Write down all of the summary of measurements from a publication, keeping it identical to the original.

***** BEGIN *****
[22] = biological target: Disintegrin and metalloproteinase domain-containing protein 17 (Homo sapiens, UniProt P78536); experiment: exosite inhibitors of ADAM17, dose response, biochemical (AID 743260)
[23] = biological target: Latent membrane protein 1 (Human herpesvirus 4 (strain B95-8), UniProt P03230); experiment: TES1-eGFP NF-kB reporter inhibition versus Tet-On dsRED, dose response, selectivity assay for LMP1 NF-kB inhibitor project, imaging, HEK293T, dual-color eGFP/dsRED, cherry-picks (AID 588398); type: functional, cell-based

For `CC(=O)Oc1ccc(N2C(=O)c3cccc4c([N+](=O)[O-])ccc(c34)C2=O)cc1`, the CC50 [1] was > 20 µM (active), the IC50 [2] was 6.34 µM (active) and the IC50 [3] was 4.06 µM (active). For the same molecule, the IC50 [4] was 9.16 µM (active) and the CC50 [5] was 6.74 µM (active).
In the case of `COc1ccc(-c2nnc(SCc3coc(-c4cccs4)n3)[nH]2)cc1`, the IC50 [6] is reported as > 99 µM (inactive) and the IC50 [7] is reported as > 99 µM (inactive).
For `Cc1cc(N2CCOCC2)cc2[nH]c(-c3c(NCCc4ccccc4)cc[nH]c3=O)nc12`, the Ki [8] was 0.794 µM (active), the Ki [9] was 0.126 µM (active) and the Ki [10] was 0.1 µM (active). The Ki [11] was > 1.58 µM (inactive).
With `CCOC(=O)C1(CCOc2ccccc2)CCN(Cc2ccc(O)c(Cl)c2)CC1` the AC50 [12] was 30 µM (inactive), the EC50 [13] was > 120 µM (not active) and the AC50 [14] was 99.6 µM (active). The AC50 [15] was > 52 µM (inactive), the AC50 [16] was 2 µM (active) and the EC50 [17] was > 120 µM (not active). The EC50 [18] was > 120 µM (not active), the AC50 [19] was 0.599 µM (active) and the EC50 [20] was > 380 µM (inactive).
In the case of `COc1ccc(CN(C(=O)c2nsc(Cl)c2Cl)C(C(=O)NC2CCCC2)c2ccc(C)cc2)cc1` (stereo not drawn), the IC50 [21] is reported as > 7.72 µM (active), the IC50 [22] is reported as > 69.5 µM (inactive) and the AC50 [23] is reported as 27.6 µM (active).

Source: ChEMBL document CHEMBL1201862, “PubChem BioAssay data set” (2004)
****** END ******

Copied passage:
[22] = biological target: Disintegrin and metalloproteinase domain-containing protein 17 (Homo sapiens, UniProt P78536); experiment: exosite inhibitors of ADAM17, dose response, biochemical (AID 743260)
[23] = biological target: Latent membrane protein 1 (Human herpesvirus 4 (strain B95-8), UniProt P03230); experiment: TES1-eGFP NF-kB reporter inhibition versus Tet-On dsRED, dose response, selectivity assay for LMP1 NF-kB inhibitor project, imaging, HEK293T, dual-color eGFP/dsRED, cherry-picks (AID 588398); type: functional, cell-based

For `CC(=O)Oc1ccc(N2C(=O)c3cccc4c([N+](=O)[O-])ccc(c34)C2=O)cc1`, the CC50 [1] was > 20 µM (active), the IC50 [2] was 6.34 µM (active) and the IC50 [3] was 4.06 µM (active). For the same molecule, the IC50 [4] was 9.16 µM (active) and the CC50 [5] was 6.74 µM (active).
In the case of `COc1ccc(-c2nnc(SCc3coc(-c4cccs4)n3)[nH]2)cc1`, the IC50 [6] is reported as > 99 µM (inactive) and the IC50 [7] is reported as > 99 µM (inactive).
For `Cc1cc(N2CCOCC2)cc2[nH]c(-c3c(NCCc4ccccc4)cc[nH]c3=O)nc12`, the Ki [8] was 0.794 µM (active), the Ki [9] was 0.126 µM (active) and the Ki [10] was 0.1 µM (active). The Ki [11] was > 1.58 µM (inactive).
With `CCOC(=O)C1(CCOc2ccccc2)CCN(Cc2ccc(O)c(Cl)c2)CC1` the AC50 [12] was 30 µM (inactive), the EC50 [13] was > 120 µM (not active) and the AC50 [14] was 99.6 µM (active). The AC50 [15] was > 52 µM (inactive), the AC50 [16] was 2 µM (active) and the EC50 [17] was > 120 µM (not active). The EC50 [18] was > 120 µM (not active), the AC50 [19] was 0.599 µM (active) and the EC50 [20] was > 380 µM (inactive).
In the case of `COc1ccc(CN(C(=O)c2nsc(Cl)c2Cl)C(C(=O)NC2CCCC2)c2ccc(C)cc2)cc1` (stereo not drawn), the IC50 [21] is reported as > 7.72 µM (active), the IC50 [22] is reported as > 69.5 µM (inactive) and the AC50 [23] is reported as 27.6 µM (active).

Source: ChEMBL document CHEMBL1201862, “PubChem BioAssay data set” (2004)